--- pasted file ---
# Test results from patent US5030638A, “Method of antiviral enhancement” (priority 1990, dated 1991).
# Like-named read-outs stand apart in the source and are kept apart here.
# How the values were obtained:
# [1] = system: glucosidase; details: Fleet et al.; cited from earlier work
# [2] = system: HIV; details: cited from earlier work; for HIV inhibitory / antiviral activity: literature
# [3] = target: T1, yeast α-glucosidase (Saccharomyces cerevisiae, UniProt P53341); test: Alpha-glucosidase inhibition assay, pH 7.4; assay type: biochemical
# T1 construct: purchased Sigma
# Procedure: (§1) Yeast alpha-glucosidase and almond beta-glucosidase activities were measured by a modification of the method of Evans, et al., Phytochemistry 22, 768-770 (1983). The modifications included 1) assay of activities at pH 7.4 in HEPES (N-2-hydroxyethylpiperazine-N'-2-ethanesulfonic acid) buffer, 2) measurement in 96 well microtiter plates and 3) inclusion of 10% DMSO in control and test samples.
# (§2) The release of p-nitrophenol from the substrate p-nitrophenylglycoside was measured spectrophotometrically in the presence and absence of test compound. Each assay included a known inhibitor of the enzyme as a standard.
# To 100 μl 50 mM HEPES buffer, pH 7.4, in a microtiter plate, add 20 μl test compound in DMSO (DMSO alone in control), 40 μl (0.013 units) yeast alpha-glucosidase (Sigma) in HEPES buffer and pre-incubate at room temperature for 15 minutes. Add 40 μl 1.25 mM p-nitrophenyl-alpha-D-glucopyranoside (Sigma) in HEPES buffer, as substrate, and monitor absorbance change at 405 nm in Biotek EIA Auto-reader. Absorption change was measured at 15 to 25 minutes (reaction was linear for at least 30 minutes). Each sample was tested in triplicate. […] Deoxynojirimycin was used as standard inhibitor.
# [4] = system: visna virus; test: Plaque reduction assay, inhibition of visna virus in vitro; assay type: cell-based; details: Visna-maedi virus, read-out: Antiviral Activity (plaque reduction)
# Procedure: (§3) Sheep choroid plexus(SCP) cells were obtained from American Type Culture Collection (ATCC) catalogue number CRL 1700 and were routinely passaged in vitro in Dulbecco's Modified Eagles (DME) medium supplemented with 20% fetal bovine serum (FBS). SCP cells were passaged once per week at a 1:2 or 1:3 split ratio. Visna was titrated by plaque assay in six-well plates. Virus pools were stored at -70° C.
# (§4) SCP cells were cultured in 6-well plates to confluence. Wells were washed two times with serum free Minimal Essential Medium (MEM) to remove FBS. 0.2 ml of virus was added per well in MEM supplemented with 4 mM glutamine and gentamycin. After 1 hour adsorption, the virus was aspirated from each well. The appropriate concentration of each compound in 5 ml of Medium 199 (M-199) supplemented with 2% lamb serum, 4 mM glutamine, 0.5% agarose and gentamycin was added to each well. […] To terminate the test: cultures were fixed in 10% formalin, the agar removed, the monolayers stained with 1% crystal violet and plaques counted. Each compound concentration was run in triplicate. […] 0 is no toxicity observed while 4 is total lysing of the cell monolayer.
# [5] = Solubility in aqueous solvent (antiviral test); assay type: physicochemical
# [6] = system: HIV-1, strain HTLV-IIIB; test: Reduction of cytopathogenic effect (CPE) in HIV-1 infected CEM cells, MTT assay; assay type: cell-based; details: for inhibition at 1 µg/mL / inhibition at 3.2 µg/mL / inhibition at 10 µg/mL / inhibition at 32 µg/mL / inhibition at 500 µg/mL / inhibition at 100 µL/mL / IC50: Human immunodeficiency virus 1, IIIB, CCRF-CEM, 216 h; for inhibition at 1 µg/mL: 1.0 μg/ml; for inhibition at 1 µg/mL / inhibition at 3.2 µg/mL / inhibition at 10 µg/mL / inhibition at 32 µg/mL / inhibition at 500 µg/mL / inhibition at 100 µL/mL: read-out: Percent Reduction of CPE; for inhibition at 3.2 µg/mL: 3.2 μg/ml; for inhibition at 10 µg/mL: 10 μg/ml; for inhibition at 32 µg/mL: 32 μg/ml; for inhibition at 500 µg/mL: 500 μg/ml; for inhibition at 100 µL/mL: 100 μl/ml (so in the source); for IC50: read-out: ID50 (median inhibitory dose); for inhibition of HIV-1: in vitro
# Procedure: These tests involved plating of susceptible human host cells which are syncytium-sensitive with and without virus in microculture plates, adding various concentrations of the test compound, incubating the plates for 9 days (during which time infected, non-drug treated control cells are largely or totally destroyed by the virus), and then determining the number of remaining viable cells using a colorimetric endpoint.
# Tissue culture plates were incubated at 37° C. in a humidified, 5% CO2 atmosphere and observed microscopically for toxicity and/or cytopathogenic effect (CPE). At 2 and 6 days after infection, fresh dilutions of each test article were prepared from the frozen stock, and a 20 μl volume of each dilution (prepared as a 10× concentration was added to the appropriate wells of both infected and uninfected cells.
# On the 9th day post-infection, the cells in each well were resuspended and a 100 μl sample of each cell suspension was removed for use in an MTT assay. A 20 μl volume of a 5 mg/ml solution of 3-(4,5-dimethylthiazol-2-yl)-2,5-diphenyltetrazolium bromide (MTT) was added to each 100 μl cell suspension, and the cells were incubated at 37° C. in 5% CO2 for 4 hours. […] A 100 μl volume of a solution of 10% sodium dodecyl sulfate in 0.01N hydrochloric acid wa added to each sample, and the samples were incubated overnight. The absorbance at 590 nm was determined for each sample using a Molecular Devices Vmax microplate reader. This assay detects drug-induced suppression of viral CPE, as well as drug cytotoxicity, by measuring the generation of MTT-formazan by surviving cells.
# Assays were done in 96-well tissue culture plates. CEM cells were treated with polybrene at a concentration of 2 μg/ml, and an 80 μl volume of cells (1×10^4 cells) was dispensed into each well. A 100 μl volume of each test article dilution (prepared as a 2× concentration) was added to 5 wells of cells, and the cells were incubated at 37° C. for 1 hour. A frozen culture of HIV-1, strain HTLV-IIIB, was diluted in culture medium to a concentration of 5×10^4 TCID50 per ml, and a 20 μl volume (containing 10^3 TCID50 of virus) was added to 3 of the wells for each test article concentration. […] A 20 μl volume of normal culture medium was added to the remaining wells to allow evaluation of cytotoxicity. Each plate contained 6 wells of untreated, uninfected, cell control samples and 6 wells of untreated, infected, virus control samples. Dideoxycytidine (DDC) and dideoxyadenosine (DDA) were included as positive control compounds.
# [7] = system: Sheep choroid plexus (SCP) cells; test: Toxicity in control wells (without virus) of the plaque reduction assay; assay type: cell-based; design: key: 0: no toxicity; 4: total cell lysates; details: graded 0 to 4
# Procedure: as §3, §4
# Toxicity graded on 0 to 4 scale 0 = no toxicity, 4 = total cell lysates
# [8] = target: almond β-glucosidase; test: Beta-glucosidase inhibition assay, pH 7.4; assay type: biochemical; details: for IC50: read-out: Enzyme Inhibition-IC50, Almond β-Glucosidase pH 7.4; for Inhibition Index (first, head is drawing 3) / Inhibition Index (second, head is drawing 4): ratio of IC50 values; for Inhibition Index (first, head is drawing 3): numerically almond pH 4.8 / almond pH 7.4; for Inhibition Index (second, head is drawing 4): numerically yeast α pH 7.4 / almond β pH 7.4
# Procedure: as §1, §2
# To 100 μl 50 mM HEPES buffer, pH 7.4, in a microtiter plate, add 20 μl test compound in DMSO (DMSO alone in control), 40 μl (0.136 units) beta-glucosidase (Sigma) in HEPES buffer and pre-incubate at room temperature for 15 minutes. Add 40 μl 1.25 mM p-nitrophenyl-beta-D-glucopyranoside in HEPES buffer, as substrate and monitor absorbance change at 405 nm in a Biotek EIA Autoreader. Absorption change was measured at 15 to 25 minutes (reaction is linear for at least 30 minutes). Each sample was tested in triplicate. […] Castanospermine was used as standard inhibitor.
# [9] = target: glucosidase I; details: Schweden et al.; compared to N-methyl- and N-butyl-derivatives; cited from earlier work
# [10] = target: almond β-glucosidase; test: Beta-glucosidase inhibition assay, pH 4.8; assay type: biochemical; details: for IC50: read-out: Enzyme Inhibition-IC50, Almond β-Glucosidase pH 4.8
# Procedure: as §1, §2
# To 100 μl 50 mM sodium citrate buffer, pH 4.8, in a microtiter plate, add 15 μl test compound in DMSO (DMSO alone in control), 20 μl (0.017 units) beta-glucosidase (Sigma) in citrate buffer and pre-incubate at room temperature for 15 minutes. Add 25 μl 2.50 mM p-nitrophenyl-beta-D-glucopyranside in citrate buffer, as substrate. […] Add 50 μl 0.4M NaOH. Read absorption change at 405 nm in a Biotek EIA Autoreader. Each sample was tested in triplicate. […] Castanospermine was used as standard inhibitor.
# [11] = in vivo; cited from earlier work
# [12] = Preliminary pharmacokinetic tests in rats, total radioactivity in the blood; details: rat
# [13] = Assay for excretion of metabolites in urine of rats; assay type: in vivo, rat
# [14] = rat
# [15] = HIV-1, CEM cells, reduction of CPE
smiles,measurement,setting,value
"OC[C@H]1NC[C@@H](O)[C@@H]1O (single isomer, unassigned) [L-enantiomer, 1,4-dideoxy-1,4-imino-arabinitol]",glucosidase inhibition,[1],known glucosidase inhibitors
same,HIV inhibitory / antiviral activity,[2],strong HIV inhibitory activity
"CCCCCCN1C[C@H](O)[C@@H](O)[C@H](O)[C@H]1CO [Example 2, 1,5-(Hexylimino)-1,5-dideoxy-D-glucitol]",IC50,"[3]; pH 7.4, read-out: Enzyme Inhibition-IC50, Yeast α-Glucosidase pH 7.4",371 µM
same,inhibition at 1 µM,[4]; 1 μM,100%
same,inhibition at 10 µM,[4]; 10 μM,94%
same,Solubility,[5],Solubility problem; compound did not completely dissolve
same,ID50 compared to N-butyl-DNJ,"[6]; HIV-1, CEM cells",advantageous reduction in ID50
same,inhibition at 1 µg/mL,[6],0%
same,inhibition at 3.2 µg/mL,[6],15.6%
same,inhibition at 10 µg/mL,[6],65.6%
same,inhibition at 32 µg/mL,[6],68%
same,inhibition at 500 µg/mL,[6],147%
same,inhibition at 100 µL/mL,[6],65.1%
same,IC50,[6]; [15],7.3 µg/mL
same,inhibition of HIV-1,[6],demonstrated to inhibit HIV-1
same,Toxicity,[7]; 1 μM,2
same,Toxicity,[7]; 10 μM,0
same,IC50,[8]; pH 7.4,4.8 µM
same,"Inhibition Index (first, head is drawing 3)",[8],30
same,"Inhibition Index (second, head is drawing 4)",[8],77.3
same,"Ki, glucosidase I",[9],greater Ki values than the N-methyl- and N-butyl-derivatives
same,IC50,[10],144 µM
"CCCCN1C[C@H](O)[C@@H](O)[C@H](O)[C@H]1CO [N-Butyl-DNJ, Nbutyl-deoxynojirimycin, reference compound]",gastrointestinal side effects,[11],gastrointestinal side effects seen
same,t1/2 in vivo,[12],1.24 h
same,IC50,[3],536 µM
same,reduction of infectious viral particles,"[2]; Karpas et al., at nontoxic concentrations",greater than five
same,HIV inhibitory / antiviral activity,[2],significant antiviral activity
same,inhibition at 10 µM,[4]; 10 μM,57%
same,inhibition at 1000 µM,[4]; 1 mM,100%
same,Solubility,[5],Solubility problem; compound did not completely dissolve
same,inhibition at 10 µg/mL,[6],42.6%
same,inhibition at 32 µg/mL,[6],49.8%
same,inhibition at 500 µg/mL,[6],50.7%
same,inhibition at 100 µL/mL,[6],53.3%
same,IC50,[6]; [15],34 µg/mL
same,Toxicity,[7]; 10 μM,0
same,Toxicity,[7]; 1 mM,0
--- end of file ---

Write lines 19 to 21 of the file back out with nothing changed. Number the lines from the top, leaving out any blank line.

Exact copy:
# Assays were done in 96-well tissue culture plates. CEM cells were treated with polybrene at a concentration of 2 μg/ml, and an 80 μl volume of cells (1×10^4 cells) was dispensed into each well. A 100 μl volume of each test article dilution (prepared as a 2× concentration) was added to 5 wells of cells, and the cells were incubated at 37° C. for 1 hour. A frozen culture of HIV-1, strain HTLV-IIIB, was diluted in culture medium to a concentration of 5×10^4 TCID50 per ml, and a 20 μl volume (containing 10^3 TCID50 of virus) was added to 3 of the wells for each test article concentration. […] A 20 μl volume of normal culture medium was added to the remaining wells to allow evaluation of cytotoxicity. Each plate contained 6 wells of untreated, uninfected, cell control samples and 6 wells of untreated, infected, virus control samples. Dideoxycytidine (DDC) and dideoxyadenosine (DDA) were included as positive control compounds.
# [7] = system: Sheep choroid plexus (SCP) cells; test: Toxicity in control wells (without virus) of the plaque reduction assay; assay type: cell-based; design: key: 0: no toxicity; 4: total cell lysates; details: graded 0 to 4
# Procedure: as §3, §4